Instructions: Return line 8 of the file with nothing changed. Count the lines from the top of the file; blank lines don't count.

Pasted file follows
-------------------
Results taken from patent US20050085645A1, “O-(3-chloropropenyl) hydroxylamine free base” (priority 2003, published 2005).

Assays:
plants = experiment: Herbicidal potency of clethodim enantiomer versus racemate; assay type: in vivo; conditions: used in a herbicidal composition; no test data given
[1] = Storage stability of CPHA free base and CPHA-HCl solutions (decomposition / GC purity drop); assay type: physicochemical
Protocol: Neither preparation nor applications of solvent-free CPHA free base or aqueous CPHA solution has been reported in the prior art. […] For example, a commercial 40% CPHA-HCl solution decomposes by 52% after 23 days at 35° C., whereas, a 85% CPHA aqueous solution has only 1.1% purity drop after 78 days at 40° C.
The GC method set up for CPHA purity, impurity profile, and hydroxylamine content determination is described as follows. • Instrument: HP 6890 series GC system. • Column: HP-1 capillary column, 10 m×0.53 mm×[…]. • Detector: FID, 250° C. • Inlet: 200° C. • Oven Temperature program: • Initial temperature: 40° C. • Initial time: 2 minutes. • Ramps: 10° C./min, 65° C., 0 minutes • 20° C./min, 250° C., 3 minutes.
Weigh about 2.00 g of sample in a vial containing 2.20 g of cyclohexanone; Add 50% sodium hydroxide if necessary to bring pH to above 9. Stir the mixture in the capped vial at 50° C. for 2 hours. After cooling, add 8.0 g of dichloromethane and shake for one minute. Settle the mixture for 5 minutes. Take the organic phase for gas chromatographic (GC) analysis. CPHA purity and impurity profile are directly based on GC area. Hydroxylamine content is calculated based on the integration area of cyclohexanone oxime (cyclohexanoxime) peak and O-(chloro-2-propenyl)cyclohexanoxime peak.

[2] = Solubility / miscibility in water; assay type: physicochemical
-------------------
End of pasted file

[2] = Solubility / miscibility in water; assay type: physicochemical